I read quite a few libertarian blogs, not that I necessarily agree with everything in them, but I do feel that the state should exist to serve the people, not the other way round (one reason among several why I loathe the EU). The most common feature of libertarianism is that people should be free to choose how to live their lives, as long as their lifestyle doesn’t infringe on the rights of others. Libertarians rarely extend this principal to include animals, which is why a lot of the gun lobby consider themselves to be ‘libertarians’; they must also believe that retaining the ‘right’ to shoot other people to pieces does not infringe on the rights of those other people.
Rarely do any libertarian bloggers make any reference to vegans or veganism because to them, it is just another lifestyle, which they could if they choose, wish to adopt. OK, fair enough, genuine libertarians are open-minded and intelligent people, so they may be receptive to discussion on vegan ethics as long as we are willing to listen to their side of the debate. They could share Richard Dawkins’ views that veganism is something to aspire to, that humans should try to move towards, without taking an absolutist position of screaming murder at all those who have been brought up to eat meat. Unfortunately, some vegans do like to scream murder at other people and in doing so, become perfect fodder for the fake libertarians, the anti-vegans.
The two internet personae who have become the most well-known in this regard are Paul Joseph Watson and Lauren Southern. With his tousled hair and designer stubble, which went out of fashion with Miami Vice, PJW has become a northern, ‘conservative’ version of Russell Brand, making a media career out of ranting at ‘SJW’s’ (an ‘SJW’ apparently being anyone who disagrees with PJW). Some of his videos are entertaining, though he has become a cheerleader for the American Establishment stooge who pretends not to be, whom he once labelled as a ‘Hillary Plant’. Think of Rush Limbaugh with a South Yorkshire accent removed of any of the ‘ey up cocker’ charm and you get the idea. PJW never rants about the taxpayer subsidies that go to the meat, dairy and poultry industries, because opposing those taxpayer subsidies would be too libertarian for him.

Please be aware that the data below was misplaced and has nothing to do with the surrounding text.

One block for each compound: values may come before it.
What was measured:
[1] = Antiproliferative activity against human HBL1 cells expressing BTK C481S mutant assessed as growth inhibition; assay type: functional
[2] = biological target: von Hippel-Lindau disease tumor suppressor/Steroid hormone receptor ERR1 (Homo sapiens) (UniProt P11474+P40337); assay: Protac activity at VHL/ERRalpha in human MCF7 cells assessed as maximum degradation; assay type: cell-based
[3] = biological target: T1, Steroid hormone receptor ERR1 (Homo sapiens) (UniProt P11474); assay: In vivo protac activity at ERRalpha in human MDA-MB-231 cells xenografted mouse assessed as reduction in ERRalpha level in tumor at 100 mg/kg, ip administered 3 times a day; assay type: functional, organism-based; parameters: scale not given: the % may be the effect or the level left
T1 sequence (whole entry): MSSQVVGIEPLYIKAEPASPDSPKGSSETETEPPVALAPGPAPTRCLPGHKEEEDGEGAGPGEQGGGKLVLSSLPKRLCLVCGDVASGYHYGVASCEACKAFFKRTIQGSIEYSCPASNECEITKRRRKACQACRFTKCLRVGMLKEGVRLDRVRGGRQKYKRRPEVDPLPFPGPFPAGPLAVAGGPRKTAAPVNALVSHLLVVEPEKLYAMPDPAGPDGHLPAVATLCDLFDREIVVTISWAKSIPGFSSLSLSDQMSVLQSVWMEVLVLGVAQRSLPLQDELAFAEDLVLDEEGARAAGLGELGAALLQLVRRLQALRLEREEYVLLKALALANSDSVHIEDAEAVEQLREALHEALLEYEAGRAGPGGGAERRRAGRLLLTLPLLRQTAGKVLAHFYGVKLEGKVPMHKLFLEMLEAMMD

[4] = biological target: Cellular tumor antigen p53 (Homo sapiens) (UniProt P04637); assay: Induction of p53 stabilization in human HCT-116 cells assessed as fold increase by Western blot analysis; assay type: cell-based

Southern initially made a name for herself by challenging some ‘slut-walkers’ in her home town of Vancouver with the obvious, that in a genuine rape culture a ‘slut-walk’ would be impossible. Feminists are not all ‘slut-walkers’, many must view such things as ridiculous, products of the politically confused millennial generation. Southern however falls into the same trap as Watson, as viewing everyone who disagrees with her as falling into a one-dimensional stereotype with certain ‘SJW’ tastes. So because some ‘SJW’s’ are – or claim to be – vegan then, in the Watson/Southern world-view, all vegans are Millie Tant style screaming harpies. Except that the vast majority of us aren’t, nor are most of us politically aligned. Most vegans I know or have met in the past are open-minded intelligent people, which is precisely whey they have adopted vegan ethics in the first place.
Fitting in with the libertarian outlook, most libertarians want to reduce to role of the state. Many oppose publicly-funded health care. I don’t share these views as I support us having a taxpayer-funded National Health Service, from the cradle to the grave. I do however believe that people should take some responsibility for their health and in that, those who adopt a vegan diet are considerably less likely to be obese, to suffer from coronary heart disease and illnesses of affluence, such as gout, which is making a comeback in developed countries. A healthy vegan diet is also dirt cheap, so doesn’t require any amount of elitism to follow. Genuine libertarians would recognise this, even if they choose not to adopt it. From a purely health perspective therefore, ranting about vegans is pathetic. It is ironic that these supposed ‘libertarians’ feel threatened by some of the people who are least likely to require the taxpayer-funded health care, the provision of which they disagree with in the first place.